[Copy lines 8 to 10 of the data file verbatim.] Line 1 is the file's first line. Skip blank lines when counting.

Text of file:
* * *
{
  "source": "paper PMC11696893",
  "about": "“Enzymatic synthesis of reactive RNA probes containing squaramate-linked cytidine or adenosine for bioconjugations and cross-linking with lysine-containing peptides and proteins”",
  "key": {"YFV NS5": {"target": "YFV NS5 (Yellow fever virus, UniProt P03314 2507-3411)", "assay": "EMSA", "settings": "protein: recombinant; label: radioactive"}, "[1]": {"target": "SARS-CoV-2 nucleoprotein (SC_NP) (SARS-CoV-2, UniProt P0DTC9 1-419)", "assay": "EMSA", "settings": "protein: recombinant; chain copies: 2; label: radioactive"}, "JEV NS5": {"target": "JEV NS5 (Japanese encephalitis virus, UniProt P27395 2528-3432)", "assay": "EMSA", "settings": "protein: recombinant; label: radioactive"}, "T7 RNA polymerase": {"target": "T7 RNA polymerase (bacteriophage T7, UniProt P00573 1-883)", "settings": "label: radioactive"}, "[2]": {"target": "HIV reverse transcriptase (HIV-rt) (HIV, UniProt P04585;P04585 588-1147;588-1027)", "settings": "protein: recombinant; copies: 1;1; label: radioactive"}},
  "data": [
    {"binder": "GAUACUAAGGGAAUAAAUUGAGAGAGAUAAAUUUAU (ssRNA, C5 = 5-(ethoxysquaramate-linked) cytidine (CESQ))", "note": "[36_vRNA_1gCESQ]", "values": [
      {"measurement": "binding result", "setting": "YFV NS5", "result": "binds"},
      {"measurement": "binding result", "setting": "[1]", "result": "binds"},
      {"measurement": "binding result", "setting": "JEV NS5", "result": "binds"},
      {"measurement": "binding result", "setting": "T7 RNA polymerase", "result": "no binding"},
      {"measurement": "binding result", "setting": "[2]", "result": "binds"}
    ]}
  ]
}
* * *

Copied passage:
      {"measurement": "binding result", "setting": "[1]", "result": "binds"},
      {"measurement": "binding result", "setting": "JEV NS5", "result": "binds"},
      {"measurement": "binding result", "setting": "T7 RNA polymerase", "result": "no binding"},